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Reason: Although the EEOC does issue mandates to private employers.
Thomas: No, not really. To some extent in the past there has been what I consider a social engineering phase of the agency. But what I believe is that if a person's individual rights or right to be a part of our economic system is violated under statute, we aggressively go after it. But we don't issue mandates to businesses that you've got to do this and you've got to do that.
Reason: Say I'm a private employer and I'm a racist, and no matter how qualified a black candidate is I don't look at him. Isn't it my right to hire whom I choose? Should the state force me to hire somebody?
Thomas: I guess theoretically, you're right. You say, it's my property and I can do as I damn well please. I'm able to choose my wife, I can choose my employees. I can choose where I live, I can choose where I want to locate my business, the whole bit. I think, though, that we've embodied the principle of nondiscrimination because we don't have a homogeneous society. And the problem is that we had state-imposed racism in our society. We had segregation and slavery that was state-protected, state-imposed, state-inflicted. The state can't undo the harm that was done, but I feel very strongly that if there is any role for the state, it is to protect us from others.
Let's look at it from the other side. When you prevent somebody from participating in our free society and the economics of our free society, I have some real problems. That's a right to me.
Reason: Well it's clearly immoral to do that, but should it be illegal?
Thomas: I'm torn. If I were to look at it theoretically, as you say. I would have to say I'd like the state out of my business. Putting it back in the context of reality, I can't say that. I have seen the devastating impact of the denial of economic opportunities to certain groups, including my race. For example, my grandfather--here was a man who worked really hard. He owned his own business 'cause he didn't want to work for anybody, and the state and other individuals ganged up to conspire against him. It sounds really nice and convenient to say that if he were in an equal bargaining position, if he possessed other options, he could have pursued those options. But when a group of whites who are not a part of government conspire to deprive him of that, what does he do?
Reason: You've said that quotas are basically for the black middle class. What do you mean by that?
Thomas: When you look at where the real problems are among minorities in our society, particularly blacks, it's at the bottom. It's the people who are in school systems that don't educate, neighborhoods where there is a lot of crime, drugs, the whole bit. You don't see them being affected by a quota system at IBM or Xerox or the Fortune 500. They're not going to have those jobs. They're not going to be the people who go to Yale or Harvard or Princeton. They don't even come up to the line to be included. To the extent that you should have any kind of efforts, it should be for those individuals who are on the bottom. Help the people who need help most, and don't just feed them this pablum of welfare and leave them in neighborhoods that are riddled uith crime, where nobody would start a business or would go to try to live. Don't shuttle them off into public housing, which in some instances amounts to concentration camps.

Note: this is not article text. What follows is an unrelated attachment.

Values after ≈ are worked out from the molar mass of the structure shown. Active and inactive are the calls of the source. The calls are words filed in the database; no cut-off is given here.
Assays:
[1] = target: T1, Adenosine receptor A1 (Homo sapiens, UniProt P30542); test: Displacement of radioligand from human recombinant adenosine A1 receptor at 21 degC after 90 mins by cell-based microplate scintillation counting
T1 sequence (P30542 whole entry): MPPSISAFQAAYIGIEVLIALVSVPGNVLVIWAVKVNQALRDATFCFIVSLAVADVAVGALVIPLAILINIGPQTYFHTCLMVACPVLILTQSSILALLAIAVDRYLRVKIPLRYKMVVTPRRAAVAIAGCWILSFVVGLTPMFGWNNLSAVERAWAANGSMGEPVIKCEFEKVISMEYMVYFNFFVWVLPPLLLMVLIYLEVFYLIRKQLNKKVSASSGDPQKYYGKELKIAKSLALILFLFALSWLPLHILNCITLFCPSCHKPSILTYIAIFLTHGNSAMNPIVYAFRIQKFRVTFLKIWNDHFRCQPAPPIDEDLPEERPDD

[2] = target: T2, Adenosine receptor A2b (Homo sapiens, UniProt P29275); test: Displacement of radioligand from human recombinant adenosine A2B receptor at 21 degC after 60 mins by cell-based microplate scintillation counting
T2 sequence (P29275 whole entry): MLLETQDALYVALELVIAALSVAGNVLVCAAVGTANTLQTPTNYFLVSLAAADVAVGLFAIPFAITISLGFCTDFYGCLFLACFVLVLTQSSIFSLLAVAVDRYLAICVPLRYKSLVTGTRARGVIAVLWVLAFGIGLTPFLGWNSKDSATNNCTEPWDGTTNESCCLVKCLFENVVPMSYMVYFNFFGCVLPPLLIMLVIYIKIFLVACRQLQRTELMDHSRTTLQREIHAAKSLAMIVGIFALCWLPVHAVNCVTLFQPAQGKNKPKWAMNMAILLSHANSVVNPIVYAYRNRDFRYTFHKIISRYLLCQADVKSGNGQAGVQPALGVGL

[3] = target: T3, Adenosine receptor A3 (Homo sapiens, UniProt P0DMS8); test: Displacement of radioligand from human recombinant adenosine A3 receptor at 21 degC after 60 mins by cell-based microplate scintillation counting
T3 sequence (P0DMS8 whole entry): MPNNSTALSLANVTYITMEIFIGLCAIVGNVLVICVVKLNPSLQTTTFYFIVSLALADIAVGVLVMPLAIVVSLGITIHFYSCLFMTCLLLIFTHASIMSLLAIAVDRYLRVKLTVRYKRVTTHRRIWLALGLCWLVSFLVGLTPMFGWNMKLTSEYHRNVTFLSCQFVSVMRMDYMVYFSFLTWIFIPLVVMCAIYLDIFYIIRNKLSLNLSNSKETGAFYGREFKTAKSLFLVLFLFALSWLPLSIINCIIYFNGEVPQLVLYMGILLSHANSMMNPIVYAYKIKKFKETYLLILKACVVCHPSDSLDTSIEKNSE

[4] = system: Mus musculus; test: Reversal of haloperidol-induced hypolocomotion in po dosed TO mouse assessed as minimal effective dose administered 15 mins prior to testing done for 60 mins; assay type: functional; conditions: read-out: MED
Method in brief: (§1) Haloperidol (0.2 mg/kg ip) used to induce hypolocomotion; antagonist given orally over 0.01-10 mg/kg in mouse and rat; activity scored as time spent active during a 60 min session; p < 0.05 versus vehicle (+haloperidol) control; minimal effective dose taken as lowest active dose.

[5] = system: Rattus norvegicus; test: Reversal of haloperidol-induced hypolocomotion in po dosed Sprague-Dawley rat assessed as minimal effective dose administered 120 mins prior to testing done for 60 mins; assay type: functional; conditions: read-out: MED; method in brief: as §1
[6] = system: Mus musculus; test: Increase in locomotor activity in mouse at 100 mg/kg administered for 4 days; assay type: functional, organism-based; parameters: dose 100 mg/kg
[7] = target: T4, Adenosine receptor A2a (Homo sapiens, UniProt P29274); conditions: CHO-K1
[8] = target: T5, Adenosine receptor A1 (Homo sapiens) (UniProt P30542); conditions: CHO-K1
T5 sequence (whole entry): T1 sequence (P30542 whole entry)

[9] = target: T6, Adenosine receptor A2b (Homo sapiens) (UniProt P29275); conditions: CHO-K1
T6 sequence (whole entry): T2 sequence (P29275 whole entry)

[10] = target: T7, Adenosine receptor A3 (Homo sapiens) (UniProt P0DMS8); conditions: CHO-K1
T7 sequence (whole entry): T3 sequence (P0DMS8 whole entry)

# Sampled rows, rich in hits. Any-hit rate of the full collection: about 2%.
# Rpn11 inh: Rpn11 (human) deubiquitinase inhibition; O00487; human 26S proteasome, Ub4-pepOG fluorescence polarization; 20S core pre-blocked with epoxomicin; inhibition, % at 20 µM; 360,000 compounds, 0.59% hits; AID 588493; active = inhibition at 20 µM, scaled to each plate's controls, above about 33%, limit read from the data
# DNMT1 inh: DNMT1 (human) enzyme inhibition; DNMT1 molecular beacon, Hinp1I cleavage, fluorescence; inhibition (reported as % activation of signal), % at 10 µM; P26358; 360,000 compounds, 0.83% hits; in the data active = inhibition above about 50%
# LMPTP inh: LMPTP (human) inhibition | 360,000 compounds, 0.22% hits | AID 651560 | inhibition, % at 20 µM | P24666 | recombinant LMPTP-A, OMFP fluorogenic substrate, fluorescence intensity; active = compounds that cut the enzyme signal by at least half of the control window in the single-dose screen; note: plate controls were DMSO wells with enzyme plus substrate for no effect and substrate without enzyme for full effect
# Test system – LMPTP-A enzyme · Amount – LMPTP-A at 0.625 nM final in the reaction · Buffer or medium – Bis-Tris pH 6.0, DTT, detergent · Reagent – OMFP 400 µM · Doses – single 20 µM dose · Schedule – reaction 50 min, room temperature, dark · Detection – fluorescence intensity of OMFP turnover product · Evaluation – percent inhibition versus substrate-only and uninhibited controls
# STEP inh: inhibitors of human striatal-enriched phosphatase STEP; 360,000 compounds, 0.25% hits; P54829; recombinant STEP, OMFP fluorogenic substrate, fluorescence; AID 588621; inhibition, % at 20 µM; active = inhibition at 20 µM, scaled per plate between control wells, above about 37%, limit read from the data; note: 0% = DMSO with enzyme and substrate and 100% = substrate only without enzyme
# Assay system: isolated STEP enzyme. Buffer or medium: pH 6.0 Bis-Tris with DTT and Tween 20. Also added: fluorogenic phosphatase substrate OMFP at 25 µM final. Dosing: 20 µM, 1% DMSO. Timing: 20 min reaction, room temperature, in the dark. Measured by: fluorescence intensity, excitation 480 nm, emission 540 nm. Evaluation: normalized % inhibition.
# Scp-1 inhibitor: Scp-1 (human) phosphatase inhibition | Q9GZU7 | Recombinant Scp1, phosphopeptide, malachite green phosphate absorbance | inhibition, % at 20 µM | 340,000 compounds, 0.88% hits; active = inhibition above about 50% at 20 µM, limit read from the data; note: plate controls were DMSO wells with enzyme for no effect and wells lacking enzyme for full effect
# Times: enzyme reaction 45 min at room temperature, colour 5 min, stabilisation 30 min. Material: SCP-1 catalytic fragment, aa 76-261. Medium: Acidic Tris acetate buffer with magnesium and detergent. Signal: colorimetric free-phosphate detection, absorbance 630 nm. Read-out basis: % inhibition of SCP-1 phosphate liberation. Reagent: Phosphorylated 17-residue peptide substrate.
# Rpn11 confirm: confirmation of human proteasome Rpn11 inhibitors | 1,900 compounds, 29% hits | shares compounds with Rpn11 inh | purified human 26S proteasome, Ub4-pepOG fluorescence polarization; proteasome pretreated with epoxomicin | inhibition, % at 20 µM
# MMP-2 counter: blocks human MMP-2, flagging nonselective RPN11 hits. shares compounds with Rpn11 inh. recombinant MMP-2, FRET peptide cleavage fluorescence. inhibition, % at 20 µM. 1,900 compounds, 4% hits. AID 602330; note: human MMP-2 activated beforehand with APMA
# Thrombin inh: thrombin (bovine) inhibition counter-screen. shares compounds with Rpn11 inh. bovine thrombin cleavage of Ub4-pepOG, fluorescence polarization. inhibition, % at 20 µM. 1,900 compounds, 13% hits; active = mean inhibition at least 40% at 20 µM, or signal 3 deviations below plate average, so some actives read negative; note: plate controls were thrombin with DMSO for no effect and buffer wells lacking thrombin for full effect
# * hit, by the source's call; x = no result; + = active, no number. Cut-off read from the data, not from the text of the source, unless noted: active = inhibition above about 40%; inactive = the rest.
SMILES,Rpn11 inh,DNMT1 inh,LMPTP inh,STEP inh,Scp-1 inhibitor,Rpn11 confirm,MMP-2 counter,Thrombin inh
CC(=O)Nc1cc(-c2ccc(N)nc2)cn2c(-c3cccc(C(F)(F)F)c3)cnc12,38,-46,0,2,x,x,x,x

Reason:Is that the nub of your criticism of the establishment civil rights movement today--that it's essentially upper-middle-class blacks who've made it, presuming to speak for people on the bottom?
Thomas: I would not characterize it as the nub of my criticism. I think it's really out of touch with reality. I came from the people that they're leading; I didn't come from the leadership ranks, I came from among the people I'm most concerned about. So did Thomas Sowell, so did Jay Parker, so did Walter Williams. We lived in the neighborhoods that they've created myths about. My grandfather--that's the guy that got me out. It wasn't all these people who are claiming all this leadership stuff.
It really bugs me that someone will tell me, after I spent 20 years being educated, how I'm supposed to think. That is offensive to me; it was offensive to me in the second grade, so you know it's offensive to me now, almost 39 years old. And I don't think that government has a role in telling people how to live their lives. Maybe a minister does, maybe your belief in God does, maybe there's another set of moral codes, but I don't think government has a role.
Reason: So would you describe yourself as a libertarian?
Thomas: I don't think I can. I certainly have some very strong libertarian leanings, yes. I tend to really be partial to Ayn Rand, and to The Fountainhead and Atlas Shrugged. But at this point I'm caught in the position where if I were a true libertarian I wouldn't be here in government.
Reason: In the early days the Black Panthers seemed to be very much decentralists, power to the neighborhood, and all that. You were sympathetic to them, weren't you?